Saturday, July 15, 2017

Favorite fiction

Favorite Fiction

The Hobbit. I read this book in one day, one summer when I was a teen. I think if you're going to avoid fantasy, at least you need to read this one. I read somewhere that C.S. Lewis tried to be non-religious in his fiction, and Tolkien tried to be religious. Tolkien was Catholic. It still feels the other way around.

A Season of Migration To The North. Read this one in a comparative literature class. I like the identification and ultimately individuation. Lent this book to someone who was going to Mauritania for the peace corps, though there's not much of a sense of place there.

Painted Bird. It just keeps getting worse and worse, like Angela's Ashes. Full catastrophe living. World War 2 setting, for those who like WW2

The Stories of Raymond Carver. Nobody finer. Wish he'd written a novel, and more stuff. I met his last wife, Tess Gallagher. She signed a book of poetry about the time around his end, loss and grief. Carver has poor, alcoholic setting. People say he has a minimalist style, but I think of it more as a naturalistic style, nothing added beyond what was there.

I, Claudius. I'm going to reread this soon. I love Roman history. The way it seems to try to be civilized, but are bloody and ruthless. I think we are not far from living like this.

The Sun Also Raises. I went through a Hemingway phase in college, visited his house in Chicago, went to cafes he said he went to in A Movable Feast. Obviously, A Farewell To Arms is a good novel. But for my money the best one is The Sun Also Raises. I love it when he goes fishing. I love it that the man is impotent or castrated or whatever. Where else is the narrator like that? I wish I could have lived in Paris and Europe between the wars. I'm against bull fighting, and the running of the bulls is perhaps a cliche now, but when I was younger I wanted to do that. What adventure.

New York Trilogy by Paul Auster. These are three novelas, that sort of go together somehow. I saw him read once for one of his lesser novels. I've been fairly disappointed with his novels but I still read them. I feel like he has such promise.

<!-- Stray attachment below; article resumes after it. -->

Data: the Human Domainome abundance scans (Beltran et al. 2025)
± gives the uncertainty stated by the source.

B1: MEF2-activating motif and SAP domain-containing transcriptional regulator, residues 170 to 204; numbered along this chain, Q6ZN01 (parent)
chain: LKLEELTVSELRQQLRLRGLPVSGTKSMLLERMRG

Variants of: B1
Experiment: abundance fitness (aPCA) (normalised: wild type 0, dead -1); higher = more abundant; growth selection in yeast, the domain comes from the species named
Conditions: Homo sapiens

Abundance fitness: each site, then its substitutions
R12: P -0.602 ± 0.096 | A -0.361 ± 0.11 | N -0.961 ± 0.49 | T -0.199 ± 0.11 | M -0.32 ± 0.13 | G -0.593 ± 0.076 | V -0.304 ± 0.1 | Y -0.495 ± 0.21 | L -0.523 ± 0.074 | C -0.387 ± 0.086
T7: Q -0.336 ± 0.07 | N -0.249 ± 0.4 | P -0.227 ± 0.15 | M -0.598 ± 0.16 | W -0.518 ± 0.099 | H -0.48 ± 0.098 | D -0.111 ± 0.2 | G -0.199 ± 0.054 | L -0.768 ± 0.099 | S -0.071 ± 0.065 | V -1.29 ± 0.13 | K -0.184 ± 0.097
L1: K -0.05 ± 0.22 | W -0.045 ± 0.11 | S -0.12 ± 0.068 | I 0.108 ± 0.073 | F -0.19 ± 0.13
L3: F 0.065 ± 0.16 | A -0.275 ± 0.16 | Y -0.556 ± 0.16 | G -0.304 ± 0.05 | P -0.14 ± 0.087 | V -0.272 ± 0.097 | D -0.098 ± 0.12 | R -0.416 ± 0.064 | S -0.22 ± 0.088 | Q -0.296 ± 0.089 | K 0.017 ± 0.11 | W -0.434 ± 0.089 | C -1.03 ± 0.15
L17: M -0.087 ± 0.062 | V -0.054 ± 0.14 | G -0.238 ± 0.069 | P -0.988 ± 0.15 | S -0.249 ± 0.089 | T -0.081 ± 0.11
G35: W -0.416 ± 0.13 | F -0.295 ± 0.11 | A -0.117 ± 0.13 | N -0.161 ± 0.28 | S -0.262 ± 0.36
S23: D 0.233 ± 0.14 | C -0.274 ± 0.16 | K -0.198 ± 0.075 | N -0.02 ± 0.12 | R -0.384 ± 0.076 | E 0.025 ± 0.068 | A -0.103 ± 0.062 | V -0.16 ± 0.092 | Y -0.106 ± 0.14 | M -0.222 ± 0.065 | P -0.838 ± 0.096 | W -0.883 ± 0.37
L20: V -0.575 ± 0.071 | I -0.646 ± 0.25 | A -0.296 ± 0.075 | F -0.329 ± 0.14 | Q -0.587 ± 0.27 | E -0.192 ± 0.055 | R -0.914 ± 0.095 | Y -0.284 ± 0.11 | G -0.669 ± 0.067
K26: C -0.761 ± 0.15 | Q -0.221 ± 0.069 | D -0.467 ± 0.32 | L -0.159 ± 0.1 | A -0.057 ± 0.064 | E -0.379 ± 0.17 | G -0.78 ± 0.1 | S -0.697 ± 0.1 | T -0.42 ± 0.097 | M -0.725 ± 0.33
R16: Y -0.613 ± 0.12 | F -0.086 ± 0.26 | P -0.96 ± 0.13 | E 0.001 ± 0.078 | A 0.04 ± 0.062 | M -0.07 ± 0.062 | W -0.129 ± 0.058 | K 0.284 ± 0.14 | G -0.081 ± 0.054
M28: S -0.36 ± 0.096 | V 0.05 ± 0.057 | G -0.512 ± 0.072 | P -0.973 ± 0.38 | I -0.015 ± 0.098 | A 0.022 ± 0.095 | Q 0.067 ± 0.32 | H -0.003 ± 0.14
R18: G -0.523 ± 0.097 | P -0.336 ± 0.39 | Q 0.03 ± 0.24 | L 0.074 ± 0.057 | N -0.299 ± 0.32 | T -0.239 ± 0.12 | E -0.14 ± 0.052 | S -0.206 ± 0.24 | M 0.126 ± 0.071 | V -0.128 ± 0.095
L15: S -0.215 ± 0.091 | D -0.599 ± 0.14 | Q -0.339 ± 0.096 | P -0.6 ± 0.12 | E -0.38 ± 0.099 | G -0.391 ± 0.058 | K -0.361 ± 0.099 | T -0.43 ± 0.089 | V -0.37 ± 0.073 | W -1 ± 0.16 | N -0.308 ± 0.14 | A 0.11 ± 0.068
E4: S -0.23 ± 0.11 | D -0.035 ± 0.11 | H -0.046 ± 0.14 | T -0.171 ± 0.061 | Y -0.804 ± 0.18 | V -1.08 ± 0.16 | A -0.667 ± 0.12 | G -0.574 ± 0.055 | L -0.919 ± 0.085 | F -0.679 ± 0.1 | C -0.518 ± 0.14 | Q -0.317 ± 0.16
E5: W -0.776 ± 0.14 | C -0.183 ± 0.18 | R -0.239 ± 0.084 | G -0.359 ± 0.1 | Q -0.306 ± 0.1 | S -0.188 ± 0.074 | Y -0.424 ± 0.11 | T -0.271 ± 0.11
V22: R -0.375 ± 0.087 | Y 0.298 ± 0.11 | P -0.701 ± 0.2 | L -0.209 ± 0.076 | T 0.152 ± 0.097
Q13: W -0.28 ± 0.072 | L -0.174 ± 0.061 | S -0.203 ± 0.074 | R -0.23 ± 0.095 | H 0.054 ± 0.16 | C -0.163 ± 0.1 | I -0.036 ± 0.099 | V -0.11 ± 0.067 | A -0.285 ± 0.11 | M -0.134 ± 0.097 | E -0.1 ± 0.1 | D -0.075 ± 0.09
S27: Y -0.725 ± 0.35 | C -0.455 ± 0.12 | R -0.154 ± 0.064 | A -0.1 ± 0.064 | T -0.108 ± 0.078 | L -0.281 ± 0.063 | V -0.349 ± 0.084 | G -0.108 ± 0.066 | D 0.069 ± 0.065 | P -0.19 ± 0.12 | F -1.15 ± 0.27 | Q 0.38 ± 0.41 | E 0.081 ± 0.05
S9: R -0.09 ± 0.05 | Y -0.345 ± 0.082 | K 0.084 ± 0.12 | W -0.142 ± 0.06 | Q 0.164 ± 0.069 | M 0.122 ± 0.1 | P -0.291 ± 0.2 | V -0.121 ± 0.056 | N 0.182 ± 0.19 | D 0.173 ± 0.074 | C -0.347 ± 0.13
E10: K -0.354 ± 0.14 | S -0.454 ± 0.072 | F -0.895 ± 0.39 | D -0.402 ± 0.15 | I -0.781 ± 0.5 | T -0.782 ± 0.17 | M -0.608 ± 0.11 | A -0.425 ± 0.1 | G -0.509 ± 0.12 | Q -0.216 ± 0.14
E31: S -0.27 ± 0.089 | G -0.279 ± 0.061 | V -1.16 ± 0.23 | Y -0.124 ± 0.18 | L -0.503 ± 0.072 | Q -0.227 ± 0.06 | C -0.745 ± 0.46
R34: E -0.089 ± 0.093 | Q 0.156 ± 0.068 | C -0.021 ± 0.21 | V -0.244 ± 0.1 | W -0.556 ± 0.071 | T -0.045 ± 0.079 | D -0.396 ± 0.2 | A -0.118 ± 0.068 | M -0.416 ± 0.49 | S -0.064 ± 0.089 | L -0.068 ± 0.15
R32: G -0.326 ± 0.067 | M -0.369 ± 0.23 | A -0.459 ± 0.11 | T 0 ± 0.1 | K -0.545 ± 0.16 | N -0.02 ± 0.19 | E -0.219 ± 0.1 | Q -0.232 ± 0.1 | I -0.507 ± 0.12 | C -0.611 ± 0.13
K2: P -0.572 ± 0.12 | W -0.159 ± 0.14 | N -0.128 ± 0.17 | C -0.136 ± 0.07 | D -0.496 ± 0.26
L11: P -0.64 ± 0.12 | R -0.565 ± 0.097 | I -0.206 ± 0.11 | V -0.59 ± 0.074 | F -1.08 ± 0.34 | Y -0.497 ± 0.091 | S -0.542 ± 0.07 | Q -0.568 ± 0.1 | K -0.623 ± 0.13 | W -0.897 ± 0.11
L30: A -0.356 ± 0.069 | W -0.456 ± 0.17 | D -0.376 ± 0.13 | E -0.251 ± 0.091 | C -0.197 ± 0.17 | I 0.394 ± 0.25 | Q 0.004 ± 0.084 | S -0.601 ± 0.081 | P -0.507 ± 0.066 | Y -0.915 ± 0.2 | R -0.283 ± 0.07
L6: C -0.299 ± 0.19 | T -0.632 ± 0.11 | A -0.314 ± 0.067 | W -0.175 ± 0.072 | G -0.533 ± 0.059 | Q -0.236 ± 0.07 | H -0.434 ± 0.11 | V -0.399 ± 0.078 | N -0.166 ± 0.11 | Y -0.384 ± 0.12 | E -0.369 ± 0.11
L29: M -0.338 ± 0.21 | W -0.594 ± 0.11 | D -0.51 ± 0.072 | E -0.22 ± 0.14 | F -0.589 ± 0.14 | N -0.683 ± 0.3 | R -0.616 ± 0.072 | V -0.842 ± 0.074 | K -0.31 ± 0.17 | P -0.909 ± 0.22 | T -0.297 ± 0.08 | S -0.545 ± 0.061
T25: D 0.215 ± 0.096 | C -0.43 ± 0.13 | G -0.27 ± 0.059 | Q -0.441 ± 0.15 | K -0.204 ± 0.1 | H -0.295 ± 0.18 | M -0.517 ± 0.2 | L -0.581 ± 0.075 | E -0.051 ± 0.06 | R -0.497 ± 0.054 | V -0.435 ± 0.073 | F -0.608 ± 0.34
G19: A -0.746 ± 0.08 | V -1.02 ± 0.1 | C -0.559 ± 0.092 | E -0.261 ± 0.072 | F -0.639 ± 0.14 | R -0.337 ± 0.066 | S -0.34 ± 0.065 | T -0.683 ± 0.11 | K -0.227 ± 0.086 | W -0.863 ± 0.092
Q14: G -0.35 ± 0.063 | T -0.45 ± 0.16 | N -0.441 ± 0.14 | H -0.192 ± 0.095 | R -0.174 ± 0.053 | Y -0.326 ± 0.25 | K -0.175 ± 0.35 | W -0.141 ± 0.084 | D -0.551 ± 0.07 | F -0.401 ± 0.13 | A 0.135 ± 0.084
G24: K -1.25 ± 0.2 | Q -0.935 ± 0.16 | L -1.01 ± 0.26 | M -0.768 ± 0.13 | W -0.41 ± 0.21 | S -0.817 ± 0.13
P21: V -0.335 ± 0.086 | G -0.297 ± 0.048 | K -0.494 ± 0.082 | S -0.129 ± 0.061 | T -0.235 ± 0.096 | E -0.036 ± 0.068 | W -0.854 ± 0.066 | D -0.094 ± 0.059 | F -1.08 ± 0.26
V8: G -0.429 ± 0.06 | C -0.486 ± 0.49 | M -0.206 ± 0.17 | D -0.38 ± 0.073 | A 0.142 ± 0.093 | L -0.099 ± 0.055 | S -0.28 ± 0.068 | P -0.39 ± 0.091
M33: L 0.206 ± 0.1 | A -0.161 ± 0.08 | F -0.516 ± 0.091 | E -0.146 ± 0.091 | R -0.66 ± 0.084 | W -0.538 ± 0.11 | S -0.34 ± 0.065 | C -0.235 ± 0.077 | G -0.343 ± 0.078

American Pastoral, The Human Stain and I Married a Communist. I know that's 3 books, but I love Philip Roth and I can't pick one that sticks out. Portnoy's Complaint is awesome, but I can't remember much and sticking to my method, I need to remember more than just liking the novel to be included on this list.

Parable of the Sower, Parable of the Talents. OK again not one book, but it's hard not to have these books that are built on each other. When I discovered Octavia Butler, I read all of her novels except Kindred, in a row. I need to read Kindred.

Three Body Problem. Liu Cixen is Chinese, scifi from another country, awesome. This one has so many excellent twists and turns. I might make a scifi list, but this one goes above and beyond the genera.

The Absolutely True Diary of a Part Time Indian. I know it's YA, but it was such a tight perfect novel and I love Sherman Alexie. He's like Paul Auster in that he doesn't seem to fulfill his potential, but he wrote the book that stands out.

A Mote In God's Eye. I'm not going to give away the plot, go read it. Also one of my favorite quotes from the Bible.

The Song of Achilles. This one is on sale for $2 kindle edition. For those who could not get through the Illiad. A modern retelling with liberties of the Illiad. I have mixed feelings about historical novels. I feel like I need to know all the liberties taken, even if I don't and that frustrates me. Even so this book is amazing.

The Sense of an Ending. It's almost a perfect novel, an idea I don't quite understand, but I read once that The Good Soldier is one--I didn't find it so.

Buddha Da. I got into the alternate spelling quickly, and enjoyed this Buddhist novel. This is I think the best Buddhist novel, but unlike this blog, I have not read them all.

Malloy. Beckett is awesome.This usually comes packaged with 2 other novels as well, and they do continue on, though it gets harder and harder to read. I did finish them all, so that says something. Read that book in an Irish literature class, and I'm forever grateful I took that class.

Love In The Time of Cholera. I know I should like One Hundred Years of Solitude better, but I fall for the romance.

The Treatment by Daniel Menaker. I loved the confrontational psychotherapist, who confronted narcissism. I liked the romance as well.

White Oleander. Like Painted Bird, what horrible thing is going to happen next. Set in modern times.

The Left Hand of Darkness. Reread this recently to see if I wanted to recommend it. Half way through I didn't want to, but by the end I really enjoyed it.

The Unbearable Lightness of Being. I think about this. One of my friends.

Crime and Punishment. Read the novel in Leningrad where it was set. When he uses the word yellow to describe, it was! Leningrad was yellow when I was there! The buildings, the water. I love reading a great novel in the setting. Read Darwin in the Galapagos.
Almost favorites, reread, sentimental favorites

Slaughterhouse Five. First novel I loved. Read part of it in a cabin on a lake in upstate Wisconsin. I have reread a lot of his work and like it, goes down smooth, but somehow it doesn't feel great. I feel like I outgrew it, which I rarely feel. I fill similar about Douglas Adams.

Stranger in a Strange Land. Reread this recently and the narrative didn't dislodge me as much.

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